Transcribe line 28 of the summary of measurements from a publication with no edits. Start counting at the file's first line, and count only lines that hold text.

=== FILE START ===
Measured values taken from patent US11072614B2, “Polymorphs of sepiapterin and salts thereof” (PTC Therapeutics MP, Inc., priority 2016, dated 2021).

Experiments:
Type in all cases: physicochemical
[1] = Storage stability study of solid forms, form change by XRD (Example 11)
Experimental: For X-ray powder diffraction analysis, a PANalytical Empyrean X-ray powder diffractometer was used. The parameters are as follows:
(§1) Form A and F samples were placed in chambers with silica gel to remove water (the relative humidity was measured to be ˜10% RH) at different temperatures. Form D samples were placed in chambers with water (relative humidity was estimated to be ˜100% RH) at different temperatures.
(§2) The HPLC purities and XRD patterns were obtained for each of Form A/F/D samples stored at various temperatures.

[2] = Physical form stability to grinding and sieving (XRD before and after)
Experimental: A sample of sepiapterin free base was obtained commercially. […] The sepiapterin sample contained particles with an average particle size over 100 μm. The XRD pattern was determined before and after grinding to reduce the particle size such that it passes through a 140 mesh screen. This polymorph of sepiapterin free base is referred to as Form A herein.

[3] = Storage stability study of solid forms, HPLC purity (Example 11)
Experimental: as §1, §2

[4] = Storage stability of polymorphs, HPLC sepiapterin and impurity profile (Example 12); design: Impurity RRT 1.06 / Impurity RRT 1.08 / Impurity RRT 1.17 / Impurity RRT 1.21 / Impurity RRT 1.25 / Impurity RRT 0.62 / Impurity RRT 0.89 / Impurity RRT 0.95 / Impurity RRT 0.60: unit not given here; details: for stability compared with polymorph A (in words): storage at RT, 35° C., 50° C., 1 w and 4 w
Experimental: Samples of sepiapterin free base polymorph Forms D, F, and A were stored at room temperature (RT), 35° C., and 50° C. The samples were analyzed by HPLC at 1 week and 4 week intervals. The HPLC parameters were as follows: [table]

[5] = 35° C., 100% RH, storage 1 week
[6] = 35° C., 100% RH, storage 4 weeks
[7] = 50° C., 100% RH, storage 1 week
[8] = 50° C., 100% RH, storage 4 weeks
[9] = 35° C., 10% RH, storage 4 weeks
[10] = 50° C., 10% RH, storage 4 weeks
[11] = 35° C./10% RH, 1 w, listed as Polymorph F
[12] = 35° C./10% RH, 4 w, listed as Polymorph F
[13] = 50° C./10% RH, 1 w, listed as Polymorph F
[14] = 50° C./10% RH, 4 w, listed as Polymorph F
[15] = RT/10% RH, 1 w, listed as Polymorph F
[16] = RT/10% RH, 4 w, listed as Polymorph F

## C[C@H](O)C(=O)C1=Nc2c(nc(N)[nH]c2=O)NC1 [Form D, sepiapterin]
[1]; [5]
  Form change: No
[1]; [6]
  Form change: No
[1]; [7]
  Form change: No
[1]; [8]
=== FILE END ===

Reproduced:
  Form change: No